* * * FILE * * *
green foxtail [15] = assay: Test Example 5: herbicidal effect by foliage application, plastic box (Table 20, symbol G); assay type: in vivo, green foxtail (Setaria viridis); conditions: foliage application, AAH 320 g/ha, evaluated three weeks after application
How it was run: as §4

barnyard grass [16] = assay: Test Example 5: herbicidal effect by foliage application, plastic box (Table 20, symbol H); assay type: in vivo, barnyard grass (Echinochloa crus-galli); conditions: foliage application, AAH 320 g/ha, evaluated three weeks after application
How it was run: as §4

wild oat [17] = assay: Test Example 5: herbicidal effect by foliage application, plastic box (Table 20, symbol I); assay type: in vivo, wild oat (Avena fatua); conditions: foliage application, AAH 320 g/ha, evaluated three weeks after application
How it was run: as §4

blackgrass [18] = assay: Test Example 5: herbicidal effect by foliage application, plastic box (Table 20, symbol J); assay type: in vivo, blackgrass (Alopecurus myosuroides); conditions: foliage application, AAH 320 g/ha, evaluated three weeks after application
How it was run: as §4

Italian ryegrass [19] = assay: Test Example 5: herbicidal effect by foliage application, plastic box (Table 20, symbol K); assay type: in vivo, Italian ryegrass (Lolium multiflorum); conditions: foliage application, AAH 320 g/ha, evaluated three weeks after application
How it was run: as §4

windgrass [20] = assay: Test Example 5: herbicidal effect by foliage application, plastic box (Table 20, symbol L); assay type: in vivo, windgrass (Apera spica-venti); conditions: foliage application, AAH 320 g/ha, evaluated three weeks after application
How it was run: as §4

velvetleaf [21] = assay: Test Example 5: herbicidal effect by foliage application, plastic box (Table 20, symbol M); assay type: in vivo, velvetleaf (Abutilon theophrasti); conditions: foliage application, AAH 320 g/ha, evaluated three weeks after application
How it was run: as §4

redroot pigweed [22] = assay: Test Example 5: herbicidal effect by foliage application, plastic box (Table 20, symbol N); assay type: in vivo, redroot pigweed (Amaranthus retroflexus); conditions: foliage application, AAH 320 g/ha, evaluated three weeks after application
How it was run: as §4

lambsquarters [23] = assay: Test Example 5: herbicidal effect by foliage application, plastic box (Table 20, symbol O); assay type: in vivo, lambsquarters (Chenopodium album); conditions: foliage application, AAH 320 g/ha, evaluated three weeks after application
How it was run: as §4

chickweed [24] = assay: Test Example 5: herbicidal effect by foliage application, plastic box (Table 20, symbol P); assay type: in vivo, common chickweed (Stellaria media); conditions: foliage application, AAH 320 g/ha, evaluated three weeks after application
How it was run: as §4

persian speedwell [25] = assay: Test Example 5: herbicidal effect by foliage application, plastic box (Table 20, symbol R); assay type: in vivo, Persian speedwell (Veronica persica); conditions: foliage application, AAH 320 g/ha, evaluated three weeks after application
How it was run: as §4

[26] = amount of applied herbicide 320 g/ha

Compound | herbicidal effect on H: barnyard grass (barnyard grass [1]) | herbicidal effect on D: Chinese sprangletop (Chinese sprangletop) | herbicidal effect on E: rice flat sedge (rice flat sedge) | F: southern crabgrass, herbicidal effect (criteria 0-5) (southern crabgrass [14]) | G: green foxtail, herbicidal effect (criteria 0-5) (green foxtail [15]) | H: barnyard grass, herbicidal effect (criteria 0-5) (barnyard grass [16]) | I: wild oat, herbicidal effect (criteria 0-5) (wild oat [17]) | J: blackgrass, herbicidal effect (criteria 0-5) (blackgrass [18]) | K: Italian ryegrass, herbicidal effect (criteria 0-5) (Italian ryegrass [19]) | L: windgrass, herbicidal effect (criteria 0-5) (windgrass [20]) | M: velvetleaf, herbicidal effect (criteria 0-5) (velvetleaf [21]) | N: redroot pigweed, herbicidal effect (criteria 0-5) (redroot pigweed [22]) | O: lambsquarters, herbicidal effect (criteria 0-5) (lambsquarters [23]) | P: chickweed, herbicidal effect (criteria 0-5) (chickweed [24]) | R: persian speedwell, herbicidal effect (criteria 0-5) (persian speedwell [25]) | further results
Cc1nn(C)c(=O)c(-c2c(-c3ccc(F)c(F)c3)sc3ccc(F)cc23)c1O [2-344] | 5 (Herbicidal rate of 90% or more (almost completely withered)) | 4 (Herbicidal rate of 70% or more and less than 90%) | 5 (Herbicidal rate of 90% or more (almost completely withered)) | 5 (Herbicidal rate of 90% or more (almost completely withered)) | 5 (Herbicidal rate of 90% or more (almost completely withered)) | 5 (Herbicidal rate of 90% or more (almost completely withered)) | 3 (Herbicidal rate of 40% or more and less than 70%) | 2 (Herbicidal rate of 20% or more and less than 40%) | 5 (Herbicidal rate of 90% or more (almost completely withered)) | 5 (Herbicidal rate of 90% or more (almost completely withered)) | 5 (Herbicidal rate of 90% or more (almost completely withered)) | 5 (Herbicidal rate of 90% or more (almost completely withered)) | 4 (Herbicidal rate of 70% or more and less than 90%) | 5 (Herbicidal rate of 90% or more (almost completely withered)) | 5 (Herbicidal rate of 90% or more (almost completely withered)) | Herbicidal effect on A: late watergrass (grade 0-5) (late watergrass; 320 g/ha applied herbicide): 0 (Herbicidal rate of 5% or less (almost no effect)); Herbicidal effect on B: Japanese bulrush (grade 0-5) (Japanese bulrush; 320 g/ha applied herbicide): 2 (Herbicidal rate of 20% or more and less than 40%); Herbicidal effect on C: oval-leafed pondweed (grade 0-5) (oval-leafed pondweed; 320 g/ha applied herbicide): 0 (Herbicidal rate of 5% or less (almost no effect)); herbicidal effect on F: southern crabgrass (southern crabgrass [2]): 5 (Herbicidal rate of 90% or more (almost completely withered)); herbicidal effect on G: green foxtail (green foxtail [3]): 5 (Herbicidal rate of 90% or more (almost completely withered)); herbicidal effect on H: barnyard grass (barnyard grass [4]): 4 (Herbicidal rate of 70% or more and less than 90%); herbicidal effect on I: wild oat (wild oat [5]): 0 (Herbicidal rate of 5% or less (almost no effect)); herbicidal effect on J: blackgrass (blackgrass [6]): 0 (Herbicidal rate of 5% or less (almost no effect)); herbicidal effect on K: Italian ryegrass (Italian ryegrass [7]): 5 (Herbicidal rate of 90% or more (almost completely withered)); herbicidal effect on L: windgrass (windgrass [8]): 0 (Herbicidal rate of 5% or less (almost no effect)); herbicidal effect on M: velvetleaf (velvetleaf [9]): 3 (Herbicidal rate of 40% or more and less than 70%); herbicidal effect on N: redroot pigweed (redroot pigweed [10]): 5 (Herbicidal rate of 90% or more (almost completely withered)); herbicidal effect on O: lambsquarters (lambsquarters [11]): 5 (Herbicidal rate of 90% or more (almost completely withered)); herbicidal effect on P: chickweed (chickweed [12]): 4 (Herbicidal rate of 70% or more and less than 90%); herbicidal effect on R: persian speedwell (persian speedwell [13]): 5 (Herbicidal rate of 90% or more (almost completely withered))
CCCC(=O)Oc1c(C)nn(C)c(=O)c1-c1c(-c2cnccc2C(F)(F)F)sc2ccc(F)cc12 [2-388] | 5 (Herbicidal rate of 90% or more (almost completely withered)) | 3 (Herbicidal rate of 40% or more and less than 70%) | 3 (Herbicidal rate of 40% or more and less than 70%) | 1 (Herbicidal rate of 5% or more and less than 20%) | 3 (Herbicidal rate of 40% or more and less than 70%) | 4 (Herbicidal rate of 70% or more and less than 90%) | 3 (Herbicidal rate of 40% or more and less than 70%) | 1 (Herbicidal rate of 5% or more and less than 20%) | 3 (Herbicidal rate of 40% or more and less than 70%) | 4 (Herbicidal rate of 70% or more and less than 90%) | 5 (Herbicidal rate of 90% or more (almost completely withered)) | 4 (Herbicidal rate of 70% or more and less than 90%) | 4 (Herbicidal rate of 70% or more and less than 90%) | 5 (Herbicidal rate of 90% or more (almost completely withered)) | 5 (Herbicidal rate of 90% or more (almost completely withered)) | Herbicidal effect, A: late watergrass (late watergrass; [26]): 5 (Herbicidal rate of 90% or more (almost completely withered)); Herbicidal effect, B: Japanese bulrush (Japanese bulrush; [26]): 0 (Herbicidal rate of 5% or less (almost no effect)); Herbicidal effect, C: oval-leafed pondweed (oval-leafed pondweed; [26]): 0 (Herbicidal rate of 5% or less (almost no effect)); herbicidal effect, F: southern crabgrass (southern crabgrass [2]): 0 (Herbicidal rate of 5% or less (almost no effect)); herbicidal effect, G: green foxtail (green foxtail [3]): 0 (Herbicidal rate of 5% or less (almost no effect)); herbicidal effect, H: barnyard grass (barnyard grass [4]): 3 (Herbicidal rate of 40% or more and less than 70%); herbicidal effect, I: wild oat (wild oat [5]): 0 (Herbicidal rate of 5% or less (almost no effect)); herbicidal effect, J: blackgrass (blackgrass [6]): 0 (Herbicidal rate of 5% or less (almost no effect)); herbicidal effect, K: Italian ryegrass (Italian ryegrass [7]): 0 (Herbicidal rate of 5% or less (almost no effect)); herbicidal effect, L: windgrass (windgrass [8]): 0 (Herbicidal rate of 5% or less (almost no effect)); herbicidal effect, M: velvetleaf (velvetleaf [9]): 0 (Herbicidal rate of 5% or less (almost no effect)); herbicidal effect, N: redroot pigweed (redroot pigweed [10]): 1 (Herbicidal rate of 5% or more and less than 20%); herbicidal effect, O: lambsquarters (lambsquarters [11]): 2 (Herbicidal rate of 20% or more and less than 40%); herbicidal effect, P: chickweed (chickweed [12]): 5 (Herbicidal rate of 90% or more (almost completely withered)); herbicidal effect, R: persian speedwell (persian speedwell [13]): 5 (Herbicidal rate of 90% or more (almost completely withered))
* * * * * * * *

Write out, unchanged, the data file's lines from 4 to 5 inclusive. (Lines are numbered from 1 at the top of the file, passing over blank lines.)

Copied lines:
How it was run: as §4

wild oat [17] = assay: Test Example 5: herbicidal effect by foliage application, plastic box (Table 20, symbol I); assay type: in vivo, wild oat (Avena fatua); conditions: foliage application, AAH 320 g/ha, evaluated three weeks after application